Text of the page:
Bahar and Shajarian shared similar backgrounds, the former had been a cleric and the latter had learned tajwid, a means of reciting the Koran. Both men were heavily influenced by their spirituality, which in turn informs the underlying passion of the lyrics to "Bird of Dawn". Although Shajarian wrote neither the music nor the lyrics, his interpretation is what lives on in the collective consciousness of the Iranian people.

A loving tribute

The lyrics (Kelani supplies them in an accompanying pamphlet in English, Arabic and Farsi) read very much like a prayer: "The tyranny of tyrants and the cruelty of hunters/Have blown my nest to the wind/Oh God! Oh Heaven! Oh Mother Nature!/Turn our dark night into bright dawn".

Alhough written a hundred years ago, these words are obviously still relevant in Iran and around the world. In her interpretation, Kelani infuses the lyrics with a passion that brings the emotional content of the piece to life. Even if you don't understand the words as sung, knowing their English meaning and hearing her voice, the intensity is overwhelming.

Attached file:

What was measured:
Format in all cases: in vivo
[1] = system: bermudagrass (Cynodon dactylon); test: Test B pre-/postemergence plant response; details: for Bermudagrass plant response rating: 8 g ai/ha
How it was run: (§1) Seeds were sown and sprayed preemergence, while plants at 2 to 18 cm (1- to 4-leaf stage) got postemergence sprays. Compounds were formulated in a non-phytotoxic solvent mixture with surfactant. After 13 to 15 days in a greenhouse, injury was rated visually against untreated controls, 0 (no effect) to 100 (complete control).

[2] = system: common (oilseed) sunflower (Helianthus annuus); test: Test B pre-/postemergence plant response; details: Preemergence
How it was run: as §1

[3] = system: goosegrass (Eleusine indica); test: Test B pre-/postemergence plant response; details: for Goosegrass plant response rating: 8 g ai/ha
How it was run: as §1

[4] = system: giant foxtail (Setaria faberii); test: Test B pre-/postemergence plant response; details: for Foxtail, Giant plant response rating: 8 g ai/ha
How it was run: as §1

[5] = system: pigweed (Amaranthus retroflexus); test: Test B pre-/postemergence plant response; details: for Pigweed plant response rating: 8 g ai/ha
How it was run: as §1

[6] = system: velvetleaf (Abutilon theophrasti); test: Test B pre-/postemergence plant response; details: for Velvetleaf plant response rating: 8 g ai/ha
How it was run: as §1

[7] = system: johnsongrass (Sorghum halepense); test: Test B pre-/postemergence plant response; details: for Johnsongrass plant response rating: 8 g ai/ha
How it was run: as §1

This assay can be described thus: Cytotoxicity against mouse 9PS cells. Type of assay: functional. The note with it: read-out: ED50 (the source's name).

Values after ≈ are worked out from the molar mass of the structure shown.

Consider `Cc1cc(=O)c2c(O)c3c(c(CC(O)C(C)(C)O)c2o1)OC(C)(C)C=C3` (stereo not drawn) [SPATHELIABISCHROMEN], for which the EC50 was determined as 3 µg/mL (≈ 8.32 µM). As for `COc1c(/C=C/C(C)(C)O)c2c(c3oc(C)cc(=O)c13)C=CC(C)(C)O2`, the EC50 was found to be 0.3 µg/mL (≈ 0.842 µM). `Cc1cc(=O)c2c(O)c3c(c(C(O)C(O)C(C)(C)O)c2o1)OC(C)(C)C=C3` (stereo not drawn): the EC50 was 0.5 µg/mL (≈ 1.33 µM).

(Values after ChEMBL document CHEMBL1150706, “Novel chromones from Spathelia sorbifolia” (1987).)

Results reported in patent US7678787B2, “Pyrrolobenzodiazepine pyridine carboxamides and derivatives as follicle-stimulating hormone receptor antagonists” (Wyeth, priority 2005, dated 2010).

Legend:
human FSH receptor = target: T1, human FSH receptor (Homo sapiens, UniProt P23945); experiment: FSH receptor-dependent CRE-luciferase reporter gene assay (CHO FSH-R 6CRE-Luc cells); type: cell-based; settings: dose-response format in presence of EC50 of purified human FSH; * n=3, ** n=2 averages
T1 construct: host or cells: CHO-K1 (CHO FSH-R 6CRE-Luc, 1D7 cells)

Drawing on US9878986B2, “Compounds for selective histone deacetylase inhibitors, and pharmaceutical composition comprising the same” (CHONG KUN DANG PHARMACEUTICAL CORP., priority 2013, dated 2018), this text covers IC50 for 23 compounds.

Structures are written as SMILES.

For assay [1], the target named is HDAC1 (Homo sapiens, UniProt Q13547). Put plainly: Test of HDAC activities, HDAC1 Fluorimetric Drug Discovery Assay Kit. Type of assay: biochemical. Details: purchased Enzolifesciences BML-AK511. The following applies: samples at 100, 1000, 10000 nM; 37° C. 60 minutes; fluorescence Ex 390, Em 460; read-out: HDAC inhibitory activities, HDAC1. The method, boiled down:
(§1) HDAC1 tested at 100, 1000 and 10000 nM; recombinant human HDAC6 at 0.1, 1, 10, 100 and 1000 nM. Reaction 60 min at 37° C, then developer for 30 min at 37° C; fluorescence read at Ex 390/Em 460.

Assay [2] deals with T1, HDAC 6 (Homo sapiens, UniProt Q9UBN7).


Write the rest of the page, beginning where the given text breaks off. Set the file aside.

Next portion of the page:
Kelani's talent lies in being able to infuse her work with a high level of emotion without falling into the trap of becoming melodramatic. She understands that she's not only interpreting another person's lyrics, but also another singer's trademark piece. While another vocalist might have been intimidated, or even tempted to try to outshine the original version, Kelani offers us a loving tribute – both to the song and the original artists.

No regrets

"The Singer Said" is wholly different. It tells the story of a someone who has been worn down by life. "He said to those around him:/Anything...but regret/This is how I died...standing/Standing...I died like the trees/This is how rain falls/This is how trees grow/This is how trees grow."

There's a kind of world-weary fatality to those lyrics, but also an acceptance of the world around him. You can almost visualise the lean, weather beaten visage of the person saying these words. A face carved by the elements and a body bent by the years – much like the rocks and trees he has moved through all his life.

Yet, as Kelani's interpretation makes clear, we are not to pity him. He has no regrets about his life and his choices. Once again, Kelani, who also composed the music for this piece, does a masterful job of bringing someone else's words to life. We hear the fatigue of a person who has lived a full life. It may not have been easy, and it may even have been very hard at times, but it was the life he chose for himself.

With The Singer Said: Bird Of Dawn, Reem Kelani has given us a mini biography of famed Iranian singer Mohammad Reza Shajarian. The two songs on the EP and the accompanying booklet provide an intellectual and emotional introduction to a performer who deserves to be even more well known. Hopefully this short album will encourage listeners to seek out more of his work – and hers.

Richard Marcus